Charles H. Alpern, Weis & Weis, Pittsburgh, for appellants.
M. J. Seymour, Pittsburgh, for appellee.
Jones, C. J., and Eagen, O'Brien, Pomeroy, Nix, and Manderino, JJ. Roberts, J., did not participate in the consideration or decision of this case. Jones, C. J., and Eagen and Pomeroy, JJ., concur in the result.
In April, 1961, appellee's husband, Harry Rempel, purchased a thirty-year mortgage protection policy from appellant, Nationwide Life Insurance Company, Inc., through Nationwide's agent, appellant, Reid W. McGibbeny. The policy was designed to pay to the beneficiary, appellee, Dolores I. Rempel, an amount approximately equal to the outstanding mortgage balance, if any, on the Rempel home when the insured, appellee's husband, Harry Rempel, died. In July, 1961, appellee Rempel, upon instructions from her husband, again contacted McGibbeny and asked whether Nationwide could match a policy offered by a competing insurance company that would provide the same mortgage protection plus an additional $5,000 of life insurance, for only a few dollars a month in increased cost. McGibbeny, after consulting Nationwide, told the Rempels that a $5,000 whole life policy with a twenty-year family income rider would provide the protection sought for only a few dollars per month more than the cost of the original policy.
After a discussion in the Rempel home, an application form was signed by the insured Harry Rempel, in the presence of appellee and McGibbeny. Subsequently, a new policy was issued by Nationwide and sent to McGibbeny. McGibbeny personally delivered the policy to the Rempels but did not discuss or explain the policy to them. A premium of $16.75 per month was paid until the insured's death in 1970. At that time, appellee called McGibbeny, who went to her residence and told her she had a "good policy" that would pay her approximately $16,000. Since the outstanding mortgage was $11,100 at the time of Mr. Rempel's death, the $16,000 figure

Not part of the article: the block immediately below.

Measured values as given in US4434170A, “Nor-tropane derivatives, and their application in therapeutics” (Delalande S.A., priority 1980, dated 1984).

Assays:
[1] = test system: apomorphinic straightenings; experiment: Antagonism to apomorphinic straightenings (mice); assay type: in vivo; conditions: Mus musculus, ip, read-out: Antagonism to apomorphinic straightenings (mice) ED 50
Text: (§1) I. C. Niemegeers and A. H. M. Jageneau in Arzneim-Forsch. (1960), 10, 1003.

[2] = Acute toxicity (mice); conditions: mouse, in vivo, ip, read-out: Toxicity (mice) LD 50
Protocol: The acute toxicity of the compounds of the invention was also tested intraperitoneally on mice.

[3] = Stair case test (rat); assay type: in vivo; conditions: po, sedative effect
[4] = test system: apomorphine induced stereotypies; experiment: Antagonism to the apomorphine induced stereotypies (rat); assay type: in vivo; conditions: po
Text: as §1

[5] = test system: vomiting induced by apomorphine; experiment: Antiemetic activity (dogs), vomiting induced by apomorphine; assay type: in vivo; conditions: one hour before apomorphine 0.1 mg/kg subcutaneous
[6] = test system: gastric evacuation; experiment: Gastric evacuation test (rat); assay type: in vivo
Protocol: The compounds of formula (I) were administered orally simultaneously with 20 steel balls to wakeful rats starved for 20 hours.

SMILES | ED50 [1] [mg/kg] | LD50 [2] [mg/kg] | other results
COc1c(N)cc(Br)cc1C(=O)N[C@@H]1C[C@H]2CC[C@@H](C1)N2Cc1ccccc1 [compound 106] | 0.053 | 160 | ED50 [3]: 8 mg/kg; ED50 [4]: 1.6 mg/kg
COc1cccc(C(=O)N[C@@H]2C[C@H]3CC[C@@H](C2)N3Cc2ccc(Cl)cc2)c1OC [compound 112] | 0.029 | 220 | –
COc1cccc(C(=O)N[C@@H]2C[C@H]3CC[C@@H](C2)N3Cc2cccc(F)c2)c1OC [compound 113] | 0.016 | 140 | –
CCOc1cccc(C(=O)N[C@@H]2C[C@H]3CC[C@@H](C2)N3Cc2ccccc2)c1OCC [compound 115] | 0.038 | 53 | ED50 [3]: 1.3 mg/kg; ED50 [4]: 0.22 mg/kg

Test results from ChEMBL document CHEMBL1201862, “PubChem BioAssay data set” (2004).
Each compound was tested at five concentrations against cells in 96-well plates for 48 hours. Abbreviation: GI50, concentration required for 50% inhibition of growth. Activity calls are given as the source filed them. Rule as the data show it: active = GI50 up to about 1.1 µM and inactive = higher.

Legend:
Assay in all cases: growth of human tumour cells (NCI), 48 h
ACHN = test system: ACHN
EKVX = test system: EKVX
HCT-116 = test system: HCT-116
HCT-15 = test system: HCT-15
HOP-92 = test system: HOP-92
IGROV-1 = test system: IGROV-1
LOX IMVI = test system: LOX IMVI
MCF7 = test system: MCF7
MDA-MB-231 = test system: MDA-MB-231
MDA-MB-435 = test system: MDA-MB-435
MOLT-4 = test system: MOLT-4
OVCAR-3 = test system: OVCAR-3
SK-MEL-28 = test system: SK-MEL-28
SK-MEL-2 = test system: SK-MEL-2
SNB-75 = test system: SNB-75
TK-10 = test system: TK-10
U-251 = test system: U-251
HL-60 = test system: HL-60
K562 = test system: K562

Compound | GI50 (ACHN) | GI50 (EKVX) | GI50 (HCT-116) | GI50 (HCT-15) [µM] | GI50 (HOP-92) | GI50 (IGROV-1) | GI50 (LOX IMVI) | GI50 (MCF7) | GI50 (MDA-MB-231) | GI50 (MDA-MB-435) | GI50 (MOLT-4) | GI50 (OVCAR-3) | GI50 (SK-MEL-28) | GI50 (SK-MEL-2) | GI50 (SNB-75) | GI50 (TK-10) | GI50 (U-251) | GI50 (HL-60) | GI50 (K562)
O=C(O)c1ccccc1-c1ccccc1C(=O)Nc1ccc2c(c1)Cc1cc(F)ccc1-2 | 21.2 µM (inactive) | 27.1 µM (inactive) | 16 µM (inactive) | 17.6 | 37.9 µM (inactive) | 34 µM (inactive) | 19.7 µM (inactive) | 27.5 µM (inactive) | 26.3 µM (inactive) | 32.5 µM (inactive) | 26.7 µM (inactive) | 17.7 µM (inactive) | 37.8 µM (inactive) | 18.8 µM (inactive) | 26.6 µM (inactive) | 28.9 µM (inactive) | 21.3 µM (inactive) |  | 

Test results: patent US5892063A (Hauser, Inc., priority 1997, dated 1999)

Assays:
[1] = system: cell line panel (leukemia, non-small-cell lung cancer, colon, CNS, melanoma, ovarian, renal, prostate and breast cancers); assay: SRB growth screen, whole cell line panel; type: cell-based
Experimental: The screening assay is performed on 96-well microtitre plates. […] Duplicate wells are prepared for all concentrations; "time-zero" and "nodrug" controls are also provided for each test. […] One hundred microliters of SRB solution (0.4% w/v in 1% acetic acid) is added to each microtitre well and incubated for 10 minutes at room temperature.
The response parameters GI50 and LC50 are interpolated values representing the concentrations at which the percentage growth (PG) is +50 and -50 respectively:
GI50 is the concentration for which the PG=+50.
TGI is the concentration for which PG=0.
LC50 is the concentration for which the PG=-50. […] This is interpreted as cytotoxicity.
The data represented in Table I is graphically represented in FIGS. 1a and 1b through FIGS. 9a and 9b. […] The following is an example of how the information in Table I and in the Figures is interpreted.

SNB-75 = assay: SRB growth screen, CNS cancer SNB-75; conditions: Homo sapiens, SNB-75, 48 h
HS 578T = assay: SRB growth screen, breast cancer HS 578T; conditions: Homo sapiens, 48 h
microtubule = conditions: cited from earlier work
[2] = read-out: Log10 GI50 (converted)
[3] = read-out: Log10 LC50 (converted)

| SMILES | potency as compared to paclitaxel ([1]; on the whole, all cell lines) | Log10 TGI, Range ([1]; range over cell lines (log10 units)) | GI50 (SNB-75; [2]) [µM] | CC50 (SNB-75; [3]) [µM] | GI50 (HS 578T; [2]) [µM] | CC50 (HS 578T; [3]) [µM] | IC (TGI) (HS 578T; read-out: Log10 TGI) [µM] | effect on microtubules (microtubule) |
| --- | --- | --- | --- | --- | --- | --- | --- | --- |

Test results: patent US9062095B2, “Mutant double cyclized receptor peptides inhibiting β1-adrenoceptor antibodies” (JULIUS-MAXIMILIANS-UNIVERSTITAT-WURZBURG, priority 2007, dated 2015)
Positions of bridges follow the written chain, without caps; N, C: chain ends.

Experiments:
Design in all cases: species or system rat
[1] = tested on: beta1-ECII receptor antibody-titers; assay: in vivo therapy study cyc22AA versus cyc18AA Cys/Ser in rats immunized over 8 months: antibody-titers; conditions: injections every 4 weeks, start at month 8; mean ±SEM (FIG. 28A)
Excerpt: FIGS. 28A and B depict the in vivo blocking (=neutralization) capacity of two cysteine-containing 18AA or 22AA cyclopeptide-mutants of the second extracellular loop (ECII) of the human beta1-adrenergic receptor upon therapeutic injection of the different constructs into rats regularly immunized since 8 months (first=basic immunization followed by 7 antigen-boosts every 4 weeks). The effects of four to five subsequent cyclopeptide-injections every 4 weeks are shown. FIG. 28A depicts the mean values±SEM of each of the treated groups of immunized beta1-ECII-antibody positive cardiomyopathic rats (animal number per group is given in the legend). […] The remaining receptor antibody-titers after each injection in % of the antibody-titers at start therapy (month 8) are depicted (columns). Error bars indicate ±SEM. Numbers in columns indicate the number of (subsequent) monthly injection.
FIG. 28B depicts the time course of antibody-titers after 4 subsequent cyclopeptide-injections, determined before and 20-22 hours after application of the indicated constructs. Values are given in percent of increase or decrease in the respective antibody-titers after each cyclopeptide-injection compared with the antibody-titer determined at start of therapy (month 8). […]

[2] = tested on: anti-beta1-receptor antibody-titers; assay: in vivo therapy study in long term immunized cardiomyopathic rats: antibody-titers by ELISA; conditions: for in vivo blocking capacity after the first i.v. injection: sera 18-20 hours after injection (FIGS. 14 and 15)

matched Mrs. Rempel's expectation of receiving $5,000 in addition to having the mortgage balance paid off. A few days later, however, McGibbeny telephoned appellee and advised her that the policy would pay only a lump sum of $10,430.
Appellee filed an action in trespass against McGibbeny and Nationwide to recover the amount of the mortgage $11,100, and an additional $5,000. In the trespass action appellee contended that Nationwide's agent, McGibbeny, had either negligently or fraudulently misrepresented that the insurance coverage applied for and the policy received would provide for the payment of any outstanding mortgage balance on the Rempel home, if any, at the time of the insured's death, plus an additional $5,000 of life insurance. The trial court, with the consent of appellants and appellee, directed a verdict in favor of appellee for $10,430, the amount which Nationwide admitted owing, plus interest of 6% per annum. The trial court denied appellants' motion that the jury be instructed to return a verdict in their favor on the remaining portion of appellee's claim, but did withdraw the issue of fraudulent misrepresentation from the jury. Only the issue of negligent misrepresentation was submitted for the jury's consideration. The jury found in favor of appellee in the sum of $5,670 plus 6% interest per annum. Appellants' motion for judgment not withstanding the verdict was subsequently denied and judgment was entered on the verdict. Rempel v. Nationwide Life Insurance Co., Inc., 227 Pa. Super. 87, 323 A.2d 193 (1974). We granted appellants' petition for allowance of appeal, hence this appeal followed.
Appellants first contend that the trial court erred in "not granting [their] motion for binding instructions" arguing that appellee failed to establish a case of negligent misrepresentation.
The elements of the tort of negligent misrepresentations are stated in Section 552 of Restatement of Torts:
"One who in the course of his business or profession supplied information for the guidance of others in their business transactions is subject to liability for harm caused to them by their reliance upon the information if
(a) he fails to exercise that care and competence in obtaining and communicating the information which its recipient is justified in expecting, and
(i) by the person or one of the class of persons for whose guidance the information was supplied, and
(ii) because of his justifiable reliance upon it in a transaction in which it was intended to influence his conduct or in a transaction substantially identical therewith."
Appellants argue that binding instructions in their favor should have been given to the jury because McGibbeny made no misrepresentations to the Rempels, and even if he did, reliance by the Rempels on the misrepresentations was not justified. As to whether McGibbeny made any misrepresentations, the evidence was conflicting. McGibbeny testified that he did not misrepresent the contents of the application or the policy. Appellee Rempel, however, testified that McGibbeny stated that the coverage provided by the policy would pay off the mortgage balance plus pay an additional $5,000. Because of this conflict, a jury issue was presented. Under these circumstances, binding instructions, based on ...